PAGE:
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Accelerator metrics in Canada (or anywhere)

By Jesse Rodgers

I spent a little time at StartupWeekendHamilton3 in April as a mentor and was talking to a young founder who proclaimed that there was one great accelerator in Canada. Who he said it was surprised me a little and got me thinking, what makes an accelerator “the best” and why should an eager founder care? The baseline in my mind is Y-Combinator. No one can argue it is the best seed-stage accelerator based on its results. What is difficult for everyone to agree upon is what does it do to achieve those results or even harder, what defines success?

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The ‘Accelerator Bubble’ will pop, but not for the reason you think it will

By Jesse Rodgers

The incubator/accelerator market has a growing number of people watching and waiting for its bubble to pop. The reasons cited for this looming pop should be obvious: most accelerators aren’t going to perform as well as some TechStars programs and not even close to Y Combinator. Poor performance (measured in the number of short-term wins) along with the short-term nature of the funding behind most of the accelerator programs will cause them to run out of money and simply fade into startup history.

But that won’t pop the bubble.

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Great articles roundup: Accelerators, gunslingers, customer service and startup founders

By Daylin Mantyka

As a regular feature, we provide our readers with a roundup of some of the best articles we have read in the past week. On the podium this week are Techvibes, MarketingProfs, Co.Create and GigaOM.

Which accelerator, if any, should you join?

Ian MacKinnon talks about the pros and cons of joining an accelerator and whether or not it’s right for your company.

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Ego capital and the ‘Series A Crunch’

The problem isn’t too little smart money, it’s too many dumb deals

By Ronald Weissman

The meme of the month is “The Series A Crunch.” According to Crunch Theory, many worthy seed-funded startups lack follow-on capital because VCs now have smaller funds or have moved later stage. CB Insights estimates $1 billion in seed financing will be “incinerated” and at least 1,000 companies will be orphaned. Other data suggest that the number of orphans could be much larger.

Those who say the problem lies with VCs (CB Insights isn’t one of them) must argue that the number of Series A deals has fallen sharply. This is not true and the problem lies elsewhere. Whatever the cause, there is, certainly, a capital crunch for seed-funded startups and it is likely to get worse, as the backlog of seed-stage companies needing Series A funding continues to grow.

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The trouble with mentors is…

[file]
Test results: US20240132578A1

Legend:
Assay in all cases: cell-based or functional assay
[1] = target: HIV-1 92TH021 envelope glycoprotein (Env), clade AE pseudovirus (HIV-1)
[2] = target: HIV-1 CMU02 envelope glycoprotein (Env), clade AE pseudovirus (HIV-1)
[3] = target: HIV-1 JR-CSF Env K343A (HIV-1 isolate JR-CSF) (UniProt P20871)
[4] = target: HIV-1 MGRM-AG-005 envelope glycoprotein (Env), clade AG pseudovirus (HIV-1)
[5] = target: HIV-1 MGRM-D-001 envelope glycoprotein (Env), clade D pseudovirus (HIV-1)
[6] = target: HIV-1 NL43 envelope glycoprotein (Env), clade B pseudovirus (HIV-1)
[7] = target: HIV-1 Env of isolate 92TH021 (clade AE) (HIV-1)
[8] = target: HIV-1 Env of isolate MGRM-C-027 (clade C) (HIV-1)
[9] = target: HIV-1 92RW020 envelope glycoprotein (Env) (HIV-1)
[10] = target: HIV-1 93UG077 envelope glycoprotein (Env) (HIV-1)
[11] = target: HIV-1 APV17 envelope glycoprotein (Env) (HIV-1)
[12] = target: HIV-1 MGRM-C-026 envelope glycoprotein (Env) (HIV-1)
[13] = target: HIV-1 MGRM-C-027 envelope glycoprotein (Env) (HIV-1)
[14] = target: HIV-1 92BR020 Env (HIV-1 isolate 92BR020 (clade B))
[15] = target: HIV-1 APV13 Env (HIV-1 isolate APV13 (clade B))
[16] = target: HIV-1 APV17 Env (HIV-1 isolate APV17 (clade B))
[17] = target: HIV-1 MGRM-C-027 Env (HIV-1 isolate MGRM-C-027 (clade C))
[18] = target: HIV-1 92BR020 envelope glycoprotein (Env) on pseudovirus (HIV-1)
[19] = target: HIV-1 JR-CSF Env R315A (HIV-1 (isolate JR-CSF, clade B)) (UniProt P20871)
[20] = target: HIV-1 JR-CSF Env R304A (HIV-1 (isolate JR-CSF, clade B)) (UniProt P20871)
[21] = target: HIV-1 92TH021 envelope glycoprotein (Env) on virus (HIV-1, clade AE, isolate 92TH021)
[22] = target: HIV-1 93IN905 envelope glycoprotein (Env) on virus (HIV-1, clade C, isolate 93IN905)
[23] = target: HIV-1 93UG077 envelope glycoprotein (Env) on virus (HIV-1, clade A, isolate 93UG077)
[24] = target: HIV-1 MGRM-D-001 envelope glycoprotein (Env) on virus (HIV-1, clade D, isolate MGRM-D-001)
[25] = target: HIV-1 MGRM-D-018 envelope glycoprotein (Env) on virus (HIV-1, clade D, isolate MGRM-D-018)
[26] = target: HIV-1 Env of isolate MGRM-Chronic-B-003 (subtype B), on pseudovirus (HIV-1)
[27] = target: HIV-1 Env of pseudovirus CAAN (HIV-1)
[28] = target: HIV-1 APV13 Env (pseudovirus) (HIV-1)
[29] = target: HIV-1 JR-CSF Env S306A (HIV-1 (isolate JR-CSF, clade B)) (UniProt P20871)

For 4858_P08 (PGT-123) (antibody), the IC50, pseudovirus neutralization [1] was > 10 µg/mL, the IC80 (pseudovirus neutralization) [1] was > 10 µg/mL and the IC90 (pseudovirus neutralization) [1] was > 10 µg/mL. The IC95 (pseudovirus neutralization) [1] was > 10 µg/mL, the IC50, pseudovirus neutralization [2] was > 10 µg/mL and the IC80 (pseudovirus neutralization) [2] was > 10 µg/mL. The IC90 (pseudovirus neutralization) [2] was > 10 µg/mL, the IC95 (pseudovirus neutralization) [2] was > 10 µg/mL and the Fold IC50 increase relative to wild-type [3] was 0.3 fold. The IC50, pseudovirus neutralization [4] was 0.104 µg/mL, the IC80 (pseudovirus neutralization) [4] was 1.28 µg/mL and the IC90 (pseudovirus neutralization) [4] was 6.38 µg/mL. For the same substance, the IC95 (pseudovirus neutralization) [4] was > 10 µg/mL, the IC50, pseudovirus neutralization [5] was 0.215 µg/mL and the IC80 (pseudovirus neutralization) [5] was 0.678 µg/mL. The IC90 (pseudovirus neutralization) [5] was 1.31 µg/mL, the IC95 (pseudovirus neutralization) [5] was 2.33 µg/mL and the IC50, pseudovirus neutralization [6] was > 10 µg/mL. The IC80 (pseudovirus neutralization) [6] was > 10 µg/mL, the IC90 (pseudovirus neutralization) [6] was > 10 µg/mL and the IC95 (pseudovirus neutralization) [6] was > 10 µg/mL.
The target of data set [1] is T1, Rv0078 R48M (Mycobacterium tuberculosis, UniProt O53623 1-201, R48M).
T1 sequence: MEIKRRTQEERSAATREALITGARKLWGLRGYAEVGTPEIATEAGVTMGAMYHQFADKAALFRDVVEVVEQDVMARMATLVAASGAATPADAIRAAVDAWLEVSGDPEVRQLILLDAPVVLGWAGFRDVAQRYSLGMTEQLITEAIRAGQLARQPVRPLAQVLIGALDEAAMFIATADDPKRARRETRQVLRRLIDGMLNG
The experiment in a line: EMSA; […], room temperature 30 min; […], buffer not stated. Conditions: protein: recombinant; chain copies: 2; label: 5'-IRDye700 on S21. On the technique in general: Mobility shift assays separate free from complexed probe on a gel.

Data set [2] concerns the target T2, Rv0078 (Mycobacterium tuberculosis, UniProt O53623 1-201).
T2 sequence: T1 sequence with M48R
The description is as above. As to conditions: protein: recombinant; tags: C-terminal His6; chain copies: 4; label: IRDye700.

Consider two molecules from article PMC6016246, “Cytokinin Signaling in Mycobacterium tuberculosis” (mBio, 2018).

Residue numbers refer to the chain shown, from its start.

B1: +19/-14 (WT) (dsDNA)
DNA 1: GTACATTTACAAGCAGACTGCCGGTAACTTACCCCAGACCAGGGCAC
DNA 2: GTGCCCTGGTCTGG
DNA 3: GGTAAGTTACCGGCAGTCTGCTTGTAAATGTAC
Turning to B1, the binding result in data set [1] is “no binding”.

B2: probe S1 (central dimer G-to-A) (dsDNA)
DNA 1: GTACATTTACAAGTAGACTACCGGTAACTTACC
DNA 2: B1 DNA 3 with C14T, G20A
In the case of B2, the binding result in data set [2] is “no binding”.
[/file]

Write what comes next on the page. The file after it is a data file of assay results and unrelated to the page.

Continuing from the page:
By Francis Moran

I just this minute got off the phone with a CEO who has twice been a client. Along with a technical founder, he’s been working on a new startup for about a year now, and he wanted to pick my brain a bit on messaging and positioning. He said he was struggling with the consistency of his messaging, especially when it came to pitching investors. The company is looking for $500,000 in an angel round.

“Investors are telling us we sound like a completely different company the second time they hear our pitch,” my friend said.

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Recent Comments

  • 5 Ways to Engage With Your Brand Voice - icuc.social : [...] “A strong company voice on social media should emphasize the company’s values, objectives and key differentiators that set it apart from its competitors. These can be expressed in the tone of the communication and the content that is shared with community members and the target audience.The best social media voices are communal, grammatical, dialectical, authentic, original, contextual, relevant, timely, persistent, responsive, helpful, generous and more informal. A company’s social media voice should only be changed if absolutely necessary and should maintain all of these qualities. Any change should be preceded by lots of information explaining the change to community members to ensure they know it is deliberate and that the company isn’t suffering from some form of instability, which jeopardizes relationships.” [@TechAlly, Francis Moran & Associates – via Francis Moran & Associates] [...]

  • Stephen Murray : Interesting article. I am close to finishing a book titled "Davis and Goliath - One Inventor's Struggle with the Mismanagement and Theft of Intellectual Property." Davis in my book is W.R. Davis Engineering. "Goliath" is the Canadian Department of National Defence. The intellectual property is an infrared signature suppression system to protect warships and tactical aircraft from being targetted by heat seeking missiles. I was a public servant co-inventor in this story. As was the case in the biblical story "David and Goliath," Davis did indeed slay Goliath. Davis is wealthy today. The inventors and the Crown got nothing. But the Crown's negligent acts were to blame for most of outcome. Everything that could have gone wrong in the story did go wrong. My book may interest you. Hope to have it published by year end.

  • Dan Rather’s Words of Wisdom for the PR profession | Return On Reputation : [...] that you are serving a higher purpose than just serving your clients – you are serving public interest and our nation’s [...]

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